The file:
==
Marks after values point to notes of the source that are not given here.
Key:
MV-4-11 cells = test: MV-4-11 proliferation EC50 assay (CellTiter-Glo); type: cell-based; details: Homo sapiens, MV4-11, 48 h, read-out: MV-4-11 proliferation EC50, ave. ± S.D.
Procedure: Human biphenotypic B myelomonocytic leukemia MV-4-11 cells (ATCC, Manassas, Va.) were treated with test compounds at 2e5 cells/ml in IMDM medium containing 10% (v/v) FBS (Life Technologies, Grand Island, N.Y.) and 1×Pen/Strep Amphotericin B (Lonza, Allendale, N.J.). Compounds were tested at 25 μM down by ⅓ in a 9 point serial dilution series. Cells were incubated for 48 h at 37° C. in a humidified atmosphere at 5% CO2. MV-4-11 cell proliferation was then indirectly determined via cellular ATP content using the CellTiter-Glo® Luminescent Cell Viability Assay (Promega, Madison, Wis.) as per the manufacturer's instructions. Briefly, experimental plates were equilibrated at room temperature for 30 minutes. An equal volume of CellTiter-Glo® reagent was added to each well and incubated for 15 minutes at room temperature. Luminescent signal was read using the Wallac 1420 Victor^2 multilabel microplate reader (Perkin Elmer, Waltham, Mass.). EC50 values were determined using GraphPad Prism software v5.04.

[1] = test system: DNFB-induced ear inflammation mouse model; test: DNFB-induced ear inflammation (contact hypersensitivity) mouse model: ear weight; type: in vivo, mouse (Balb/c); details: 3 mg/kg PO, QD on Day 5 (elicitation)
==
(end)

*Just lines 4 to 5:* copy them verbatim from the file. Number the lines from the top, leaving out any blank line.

Procedure: Human biphenotypic B myelomonocytic leukemia MV-4-11 cells (ATCC, Manassas, Va.) were treated with test compounds at 2e5 cells/ml in IMDM medium containing 10% (v/v) FBS (Life Technologies, Grand Island, N.Y.) and 1×Pen/Strep Amphotericin B (Lonza, Allendale, N.J.). Compounds were tested at 25 μM down by ⅓ in a 9 point serial dilution series. Cells were incubated for 48 h at 37° C. in a humidified atmosphere at 5% CO2. MV-4-11 cell proliferation was then indirectly determined via cellular ATP content using the CellTiter-Glo® Luminescent Cell Viability Assay (Promega, Madison, Wis.) as per the manufacturer's instructions. Briefly, experimental plates were equilibrated at room temperature for 30 minutes. An equal volume of CellTiter-Glo® reagent was added to each well and incubated for 15 minutes at room temperature. Luminescent signal was read using the Wallac 1420 Victor^2 multilabel microplate reader (Perkin Elmer, Waltham, Mass.). EC50 values were determined using GraphPad Prism software v5.04.

[1] = test system: DNFB-induced ear inflammation mouse model; test: DNFB-induced ear inflammation (contact hypersensitivity) mouse model: ear weight; type: in vivo, mouse (Balb/c); details: 3 mg/kg PO, QD on Day 5 (elicitation)